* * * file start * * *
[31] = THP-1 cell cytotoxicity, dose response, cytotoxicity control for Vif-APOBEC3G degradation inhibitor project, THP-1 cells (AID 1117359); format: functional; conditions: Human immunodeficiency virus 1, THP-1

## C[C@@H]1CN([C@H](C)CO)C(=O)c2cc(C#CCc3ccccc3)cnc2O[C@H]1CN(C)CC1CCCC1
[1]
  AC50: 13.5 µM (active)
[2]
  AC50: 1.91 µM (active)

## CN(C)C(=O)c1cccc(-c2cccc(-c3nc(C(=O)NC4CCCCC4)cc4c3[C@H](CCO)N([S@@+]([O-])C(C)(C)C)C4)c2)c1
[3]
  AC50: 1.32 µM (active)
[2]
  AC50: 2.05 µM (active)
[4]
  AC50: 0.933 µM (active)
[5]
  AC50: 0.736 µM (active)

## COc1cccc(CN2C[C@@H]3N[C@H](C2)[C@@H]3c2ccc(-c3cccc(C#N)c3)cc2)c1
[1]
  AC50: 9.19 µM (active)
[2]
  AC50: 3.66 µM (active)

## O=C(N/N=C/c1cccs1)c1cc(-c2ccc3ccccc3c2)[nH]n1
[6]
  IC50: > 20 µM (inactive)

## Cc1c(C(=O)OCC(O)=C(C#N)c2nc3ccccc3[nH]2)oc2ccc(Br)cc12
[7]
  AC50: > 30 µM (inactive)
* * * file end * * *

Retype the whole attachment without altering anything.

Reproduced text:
[31] = THP-1 cell cytotoxicity, dose response, cytotoxicity control for Vif-APOBEC3G degradation inhibitor project, THP-1 cells (AID 1117359); format: functional; conditions: Human immunodeficiency virus 1, THP-1

## C[C@@H]1CN([C@H](C)CO)C(=O)c2cc(C#CCc3ccccc3)cnc2O[C@H]1CN(C)CC1CCCC1
[1]
  AC50: 13.5 µM (active)
[2]
  AC50: 1.91 µM (active)

## CN(C)C(=O)c1cccc(-c2cccc(-c3nc(C(=O)NC4CCCCC4)cc4c3[C@H](CCO)N([S@@+]([O-])C(C)(C)C)C4)c2)c1
[3]
  AC50: 1.32 µM (active)
[2]
  AC50: 2.05 µM (active)
[4]
  AC50: 0.933 µM (active)
[5]
  AC50: 0.736 µM (active)

## COc1cccc(CN2C[C@@H]3N[C@H](C2)[C@@H]3c2ccc(-c3cccc(C#N)c3)cc2)c1
[1]
  AC50: 9.19 µM (active)
[2]
  AC50: 3.66 µM (active)

## O=C(N/N=C/c1cccs1)c1cc(-c2ccc3ccccc3c2)[nH]n1
[6]
  IC50: > 20 µM (inactive)

## Cc1c(C(=O)OCC(O)=C(C#N)c2nc3ccccc3[nH]2)oc2ccc(Br)cc12
[7]
  AC50: > 30 µM (inactive)